U.S. Pat. No. 5,743,251, which is hereby incorporated by reference in its entirety, discloses an aerosol generator, along with certain principles of operation and materials used in an aerosol generator, as well as a method of producing an aerosol, and an aerosol. The aerosol generator disclosed according to the '251 patent is a significant improvement over earlier aerosol generators, such as those used as inhaler devices. It is desirable to produce an aerosol generator that is portable and easy to use.
The invention provides a capillary aerosol generator comprising a flow passage having an inlet, an outlet, a first heater in heat transfer communication with a first zone of the flow passage adjacent the inlet, a second heater in heat transfer communication with a second zone of the flow passage adjacent the outlet, and an optional flow constriction in the flow passage between the first zone and the second zone.
The invention also provides a process of forming an aerosol from a liquid, comprising the steps of supplying pressurized liquid to an upstream end of a flow passage of an aerosol generator including a first heater positioned in heat transfer communication with a first zone of the flow passage, a second heater positioned in heat transfer communication with a second zone of the flow passage and an optional flow constrictor in the flow passage between the first zone and the second zone; measuring a parameter indicative of the mass flow rate of the fluid flowing through the second zone; changing the temperature in the first zone based on the measurement of the mass flow rate of the fluid through the second zone; and heating the liquid in the second zone such that the liquid is volatilized and after exiting from a downstream end of the flow passage forms an aerosol.
Still other objects, features, and attendant advantages of the present invention will become apparent to those skilled in the art from a reading of the following detailed description of embodiments constructed in accordance therewith, taken in conjunction with the accompanying drawings.
The invention of the present application will now described in more detail with reference to preferred embodiments of the apparatus and method, given only by way of example, and with reference to the accompanying drawings, in which:
When referring to the drawing figures, like reference numerals designate identical or corresponding elements throughout the several figures.
According to one aspect of the present invention, a capillary aerosol generator incorporates two heated zones. Each zone is heated by applying a voltage across a resistive element. The resistive elements may be film heaters, such as Pt heaters, applied to a supporting structure through which the fluid flows, e.g., flow chambers such as cylindrical or rectangular flow passages incorporating the film heaters. Fluid can be supplied to the generator, preferably at a substantially constant pressure, from a fluid source upstream of the generator. Alternatively, the fluid can be supplied at constant linear displacement rate by a syringe pump. The purpose of the second zone is to vaporize the fluid as it is transported through the tube and after exiting the tube forms an aerosol. Temperature in either heating zone can be measured directly by thermocouples or calculated based on measurement of a parameter such as the resistance of the heating element.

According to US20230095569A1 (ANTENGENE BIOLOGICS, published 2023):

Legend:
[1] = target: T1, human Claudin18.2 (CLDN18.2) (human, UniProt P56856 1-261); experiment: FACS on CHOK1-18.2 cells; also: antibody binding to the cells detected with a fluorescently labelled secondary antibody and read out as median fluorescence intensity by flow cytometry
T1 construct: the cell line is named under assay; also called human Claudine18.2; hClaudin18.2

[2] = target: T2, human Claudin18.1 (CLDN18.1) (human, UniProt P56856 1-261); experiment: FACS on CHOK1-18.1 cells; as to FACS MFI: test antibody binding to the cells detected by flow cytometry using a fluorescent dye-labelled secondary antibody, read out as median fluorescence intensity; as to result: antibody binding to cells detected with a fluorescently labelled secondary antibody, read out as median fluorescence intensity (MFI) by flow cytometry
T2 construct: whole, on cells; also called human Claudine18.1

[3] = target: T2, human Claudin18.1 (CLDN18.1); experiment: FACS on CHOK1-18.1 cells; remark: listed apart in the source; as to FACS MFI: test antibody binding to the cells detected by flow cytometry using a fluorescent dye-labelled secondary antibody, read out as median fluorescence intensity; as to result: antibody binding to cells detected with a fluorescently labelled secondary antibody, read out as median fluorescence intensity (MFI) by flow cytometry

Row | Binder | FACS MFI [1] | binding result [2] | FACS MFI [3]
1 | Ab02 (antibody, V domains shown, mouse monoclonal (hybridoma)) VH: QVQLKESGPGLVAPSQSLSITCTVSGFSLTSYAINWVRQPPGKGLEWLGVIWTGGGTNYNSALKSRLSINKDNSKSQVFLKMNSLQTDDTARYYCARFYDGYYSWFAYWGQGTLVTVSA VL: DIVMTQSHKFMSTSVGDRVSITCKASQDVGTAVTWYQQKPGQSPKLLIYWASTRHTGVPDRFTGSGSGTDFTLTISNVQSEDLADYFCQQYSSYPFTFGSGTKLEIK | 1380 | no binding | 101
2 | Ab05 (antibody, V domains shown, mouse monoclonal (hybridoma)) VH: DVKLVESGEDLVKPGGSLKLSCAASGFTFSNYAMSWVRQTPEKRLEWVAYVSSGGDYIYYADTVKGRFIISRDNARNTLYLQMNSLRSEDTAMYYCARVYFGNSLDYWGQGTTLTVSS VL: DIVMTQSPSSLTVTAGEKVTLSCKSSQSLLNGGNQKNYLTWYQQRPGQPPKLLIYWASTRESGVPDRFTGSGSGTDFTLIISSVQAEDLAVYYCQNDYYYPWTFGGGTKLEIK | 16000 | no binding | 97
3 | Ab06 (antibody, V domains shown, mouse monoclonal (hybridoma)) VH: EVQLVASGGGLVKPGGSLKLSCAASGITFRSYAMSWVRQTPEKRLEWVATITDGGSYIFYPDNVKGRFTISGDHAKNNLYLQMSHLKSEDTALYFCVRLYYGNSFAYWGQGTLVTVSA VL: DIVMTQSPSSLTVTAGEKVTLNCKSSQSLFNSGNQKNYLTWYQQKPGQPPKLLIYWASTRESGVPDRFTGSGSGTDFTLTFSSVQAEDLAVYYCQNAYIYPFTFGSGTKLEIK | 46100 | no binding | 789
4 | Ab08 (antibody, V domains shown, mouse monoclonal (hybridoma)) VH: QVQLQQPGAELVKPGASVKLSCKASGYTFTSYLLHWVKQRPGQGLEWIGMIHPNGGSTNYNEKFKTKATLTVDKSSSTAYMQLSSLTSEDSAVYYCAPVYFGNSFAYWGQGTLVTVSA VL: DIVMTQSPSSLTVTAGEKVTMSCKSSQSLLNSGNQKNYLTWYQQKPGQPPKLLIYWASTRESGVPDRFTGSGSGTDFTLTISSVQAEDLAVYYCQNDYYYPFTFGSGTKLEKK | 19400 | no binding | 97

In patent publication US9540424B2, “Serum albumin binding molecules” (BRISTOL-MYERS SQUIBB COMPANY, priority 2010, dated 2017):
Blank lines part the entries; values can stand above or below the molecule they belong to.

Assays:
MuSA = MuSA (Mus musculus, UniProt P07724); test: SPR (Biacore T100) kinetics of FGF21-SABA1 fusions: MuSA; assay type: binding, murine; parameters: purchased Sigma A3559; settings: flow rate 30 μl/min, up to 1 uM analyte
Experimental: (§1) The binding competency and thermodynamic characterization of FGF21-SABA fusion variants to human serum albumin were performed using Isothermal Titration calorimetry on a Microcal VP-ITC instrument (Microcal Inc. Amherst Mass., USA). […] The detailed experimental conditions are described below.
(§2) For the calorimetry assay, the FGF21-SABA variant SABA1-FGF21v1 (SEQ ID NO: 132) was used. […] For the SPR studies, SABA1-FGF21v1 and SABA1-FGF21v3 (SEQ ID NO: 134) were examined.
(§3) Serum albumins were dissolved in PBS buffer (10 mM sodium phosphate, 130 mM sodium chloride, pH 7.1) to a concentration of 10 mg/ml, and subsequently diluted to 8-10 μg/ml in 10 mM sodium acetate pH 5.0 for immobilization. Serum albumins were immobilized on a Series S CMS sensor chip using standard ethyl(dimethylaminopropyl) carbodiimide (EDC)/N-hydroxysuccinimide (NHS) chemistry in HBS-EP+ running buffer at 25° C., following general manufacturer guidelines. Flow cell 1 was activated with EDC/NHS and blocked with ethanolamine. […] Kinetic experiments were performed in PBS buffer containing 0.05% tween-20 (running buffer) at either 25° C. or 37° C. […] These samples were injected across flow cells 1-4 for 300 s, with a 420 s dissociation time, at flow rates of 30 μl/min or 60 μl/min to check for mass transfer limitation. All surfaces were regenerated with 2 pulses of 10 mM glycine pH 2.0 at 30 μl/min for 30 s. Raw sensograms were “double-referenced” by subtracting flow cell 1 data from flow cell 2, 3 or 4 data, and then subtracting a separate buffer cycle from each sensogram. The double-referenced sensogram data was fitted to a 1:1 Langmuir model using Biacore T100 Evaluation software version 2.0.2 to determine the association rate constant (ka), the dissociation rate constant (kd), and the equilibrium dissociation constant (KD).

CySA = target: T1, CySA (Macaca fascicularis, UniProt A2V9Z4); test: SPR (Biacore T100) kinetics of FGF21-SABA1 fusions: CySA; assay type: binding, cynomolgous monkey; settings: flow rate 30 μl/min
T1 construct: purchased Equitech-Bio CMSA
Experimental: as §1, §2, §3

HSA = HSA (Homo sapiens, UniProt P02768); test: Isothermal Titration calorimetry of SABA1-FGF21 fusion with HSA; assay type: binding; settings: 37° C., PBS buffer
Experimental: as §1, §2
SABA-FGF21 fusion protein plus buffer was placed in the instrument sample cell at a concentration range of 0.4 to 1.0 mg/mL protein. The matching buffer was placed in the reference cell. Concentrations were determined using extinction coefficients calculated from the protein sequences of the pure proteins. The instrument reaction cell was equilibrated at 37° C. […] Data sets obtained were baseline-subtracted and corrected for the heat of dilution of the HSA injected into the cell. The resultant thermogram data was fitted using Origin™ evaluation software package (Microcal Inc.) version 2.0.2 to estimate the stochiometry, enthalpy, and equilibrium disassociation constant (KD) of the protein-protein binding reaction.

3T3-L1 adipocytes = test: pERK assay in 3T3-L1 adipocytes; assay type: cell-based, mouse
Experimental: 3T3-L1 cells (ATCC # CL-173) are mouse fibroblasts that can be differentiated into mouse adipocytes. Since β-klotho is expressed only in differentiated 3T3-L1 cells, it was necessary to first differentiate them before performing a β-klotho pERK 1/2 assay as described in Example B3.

The resistive heating element of the second zone has a suitable temperature coefficient (positive or negative) of resistance, which is preferably a high coefficient of resistance. The second zone is heated by the application of power to the resistive element while the resistance across the element is monitored. The monitored resistance can provide an indication of the temperature of the heating element because the resistance of the heating element varies as a function of its temperature. For example, if the resistance heater is made of platinum, the temperature coefficient of resistance of platinum is 0.00392 (° C.)−1. Using the relationship R=R0[1+α(T−T0)], which defines the resistance value R where R0 is the resistance at Temperature T0 and T is the temperature for which R is calculated, a platinum heater having a resistance of 5 ohms at 0° C., the resistance of the heater will vary linearly from about 0.55 ohms at 20° C. to about 0.9 at 200° C. Thus, by controlling power to a target resistance, the heater can be maintained at a precise target temperature and thereby minimize the possibility pf thermally degrading the fluid or fluids being heated.
The resistance of the second zone's heater element can be fed back in a control scheme to meter power to the second zone, so that by metering the power to the second zone a target resistance of the second zone heater element is achieved, and therefore the average temperature of the second zone's heater element can be maintained at a target value. At the same time, the power supplied to the second heater element is measured. This power usage data is a measure of the mass flow rate of liquid to and through the second zone, and therefore through the generator as a whole. In this way, power monitoring at the second zone serves as a mass flow meter of the fluid flowing through the generator.